In a study conducted in Nigeria the interviewees were asked to

rate the 27 items of the questionnaire, the purpose of which was to

determine the clarity of the question to the people. It was added

that questions highest in rated clarity were highest in question

reliability as measured by two interviewers questioning the res-

pondent (Mitchell, 1966).

The protesting technique has also been successfully used in

conjunction with other methods (Hudson, et al., 1959; Kandel, Lesser,

Roberts, & Weiss, 1968).

Assessment of Equivalence

A difficulty present in the assessment of translation studies

is the lack of an ultimate criterion of translation quality (Spilka,

1968). This problem may have been suggested four years earlier when

Nida stated that one of the requirements of translation is to pro-

duce a similar response on the part of readers of a source and target

version of the material in question (Brislin, 1970). Other problem

areas have dealt with the difficulty of source language materials

and the negative effects they produce in translation (Treisman, 1965).

For most researchers, equivalence of meaning is regarded as

the most crucial element of any translation (Catford, 1965; Nida,

1964). Some criteria for translation equivalence has been suggested

by Miller and Beebe-Center (1956) and by Macnamara (1967). The former

research team reasoned that if people could perform bodily movements

after having heard either source or target language instructions,

and if the results of those bodily movements criterion were similar












across all people, then the source and its translation must be

equivalent (Miller & Beebe-Center, 1956).

Brislin also showed concerns regarding equivalence, and offered

several criteria for equivalence. First, he suggested that mono-

lingual raters examine the original and the back-translated forms

of a passage. As they do this they are instructed to write down

any errors they feel would lead to differences in meaning if the

two forms were administered. The same procedure is then held, en-

couraging the use of bilingual raters who look at both sides of the

translation, and write down errors as outlined in the first procedure.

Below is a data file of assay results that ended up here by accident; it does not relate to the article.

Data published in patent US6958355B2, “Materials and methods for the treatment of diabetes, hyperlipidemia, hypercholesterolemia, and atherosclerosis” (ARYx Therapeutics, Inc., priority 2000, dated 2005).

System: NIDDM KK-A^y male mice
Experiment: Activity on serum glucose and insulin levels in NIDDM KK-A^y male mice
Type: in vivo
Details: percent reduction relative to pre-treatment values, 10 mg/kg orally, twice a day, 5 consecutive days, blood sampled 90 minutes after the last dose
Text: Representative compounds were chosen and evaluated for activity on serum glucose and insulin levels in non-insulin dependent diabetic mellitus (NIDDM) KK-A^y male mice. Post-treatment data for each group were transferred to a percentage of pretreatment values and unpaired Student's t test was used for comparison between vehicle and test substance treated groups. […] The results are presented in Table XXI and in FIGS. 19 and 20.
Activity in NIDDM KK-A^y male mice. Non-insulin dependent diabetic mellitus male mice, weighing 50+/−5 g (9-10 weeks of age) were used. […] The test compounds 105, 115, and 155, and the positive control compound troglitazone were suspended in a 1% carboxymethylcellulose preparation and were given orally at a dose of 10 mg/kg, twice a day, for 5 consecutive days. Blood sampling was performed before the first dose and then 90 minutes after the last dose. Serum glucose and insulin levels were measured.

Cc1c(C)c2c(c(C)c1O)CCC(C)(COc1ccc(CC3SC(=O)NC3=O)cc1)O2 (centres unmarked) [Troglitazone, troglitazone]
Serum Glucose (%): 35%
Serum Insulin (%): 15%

The last consideration offered by Brislin is that the subjects should

be able to answer questions about the target language version and

back-translated version equally well (Brislin, 1970).

The theories and methods of translation are numerous. The under-

lying common thread, however, is the accuracy of the interpretation.

If the person doing the interpretation or interviewing is not adept

at what he/she is doing, the most thorough translation could prove

to be useless.

Culture Fairness

Psychological testing has been endorsed by many, yet refuted

by many others. From its early beginnings, many saw testing as an

aid to classify people in order to give them the treatment and/or

training which would best suit their particular situation. To others,

however, tests were used as labeling devices and, as such, were

instruments which could be used to prevent access to educational













opportunities or jobs. The responsibility assumed by the tester

was great and as years passed there was more resentment towards

those who used them and toward the field in general. Beginning

in the early 1950's this unrest seems to have escalated due, partly,

to the fact that testing itself has expanded dramatically since

that time.

The criticisms against testing stem from one of four sources;

first, there has been mounting concern regarding invasion of privacy

and confidentiality of test results. A second source of criticism

is the misuse of tests, either as diagnostic tools or as a placement

agent. A third source is derived from misinterpretation of test

results and misconceptions about the nature and purpose of tests

(Anastasi, 1968). The fourth source refers to the assertions being

made that tests are unfair to culturally disadvantaged persons.